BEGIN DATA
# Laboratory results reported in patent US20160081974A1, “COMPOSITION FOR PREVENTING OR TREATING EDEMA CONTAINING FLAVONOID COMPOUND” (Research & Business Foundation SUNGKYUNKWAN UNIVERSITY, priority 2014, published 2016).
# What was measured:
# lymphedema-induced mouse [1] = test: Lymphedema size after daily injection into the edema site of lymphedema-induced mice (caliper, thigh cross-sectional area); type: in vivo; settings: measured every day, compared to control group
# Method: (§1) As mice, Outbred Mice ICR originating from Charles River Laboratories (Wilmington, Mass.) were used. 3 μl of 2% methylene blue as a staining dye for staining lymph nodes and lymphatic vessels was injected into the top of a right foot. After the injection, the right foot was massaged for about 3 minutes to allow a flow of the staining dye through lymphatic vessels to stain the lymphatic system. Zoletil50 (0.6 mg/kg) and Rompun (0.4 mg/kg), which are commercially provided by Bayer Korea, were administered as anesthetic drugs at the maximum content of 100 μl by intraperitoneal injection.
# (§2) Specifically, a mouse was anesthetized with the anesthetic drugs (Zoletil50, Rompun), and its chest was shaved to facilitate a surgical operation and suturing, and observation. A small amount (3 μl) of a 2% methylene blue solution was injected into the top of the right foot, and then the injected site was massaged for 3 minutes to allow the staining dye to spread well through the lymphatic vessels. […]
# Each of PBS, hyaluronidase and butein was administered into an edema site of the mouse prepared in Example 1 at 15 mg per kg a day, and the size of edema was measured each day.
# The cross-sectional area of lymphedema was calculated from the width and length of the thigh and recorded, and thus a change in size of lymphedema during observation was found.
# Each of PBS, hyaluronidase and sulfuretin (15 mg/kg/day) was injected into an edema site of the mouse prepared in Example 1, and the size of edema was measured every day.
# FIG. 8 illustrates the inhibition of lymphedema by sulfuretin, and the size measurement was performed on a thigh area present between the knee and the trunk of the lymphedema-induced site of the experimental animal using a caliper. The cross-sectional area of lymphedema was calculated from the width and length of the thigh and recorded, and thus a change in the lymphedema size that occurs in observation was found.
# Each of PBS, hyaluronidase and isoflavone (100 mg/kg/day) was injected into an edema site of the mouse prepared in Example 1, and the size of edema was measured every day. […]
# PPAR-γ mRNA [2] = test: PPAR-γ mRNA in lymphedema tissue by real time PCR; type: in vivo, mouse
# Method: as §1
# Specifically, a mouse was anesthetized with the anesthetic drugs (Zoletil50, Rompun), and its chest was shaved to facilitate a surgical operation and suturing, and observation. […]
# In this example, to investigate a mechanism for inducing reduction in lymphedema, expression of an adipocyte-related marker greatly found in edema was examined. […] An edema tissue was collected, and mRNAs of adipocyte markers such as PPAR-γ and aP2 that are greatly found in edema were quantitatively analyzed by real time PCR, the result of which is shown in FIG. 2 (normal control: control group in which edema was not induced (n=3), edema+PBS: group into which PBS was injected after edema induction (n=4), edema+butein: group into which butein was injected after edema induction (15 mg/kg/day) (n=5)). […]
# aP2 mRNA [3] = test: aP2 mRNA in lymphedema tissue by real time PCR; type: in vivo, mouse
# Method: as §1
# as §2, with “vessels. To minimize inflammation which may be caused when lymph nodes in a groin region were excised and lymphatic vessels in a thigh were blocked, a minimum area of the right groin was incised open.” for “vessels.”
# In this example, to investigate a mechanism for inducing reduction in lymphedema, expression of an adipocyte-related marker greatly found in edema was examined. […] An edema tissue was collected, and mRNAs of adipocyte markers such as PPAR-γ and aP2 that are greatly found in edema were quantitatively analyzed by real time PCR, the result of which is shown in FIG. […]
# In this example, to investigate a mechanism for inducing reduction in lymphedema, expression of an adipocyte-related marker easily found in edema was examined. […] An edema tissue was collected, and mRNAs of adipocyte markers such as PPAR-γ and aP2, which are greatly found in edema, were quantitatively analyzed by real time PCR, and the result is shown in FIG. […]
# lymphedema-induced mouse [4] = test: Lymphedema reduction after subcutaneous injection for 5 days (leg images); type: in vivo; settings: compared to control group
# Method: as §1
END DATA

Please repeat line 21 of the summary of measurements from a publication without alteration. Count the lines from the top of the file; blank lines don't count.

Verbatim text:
# Method: as §1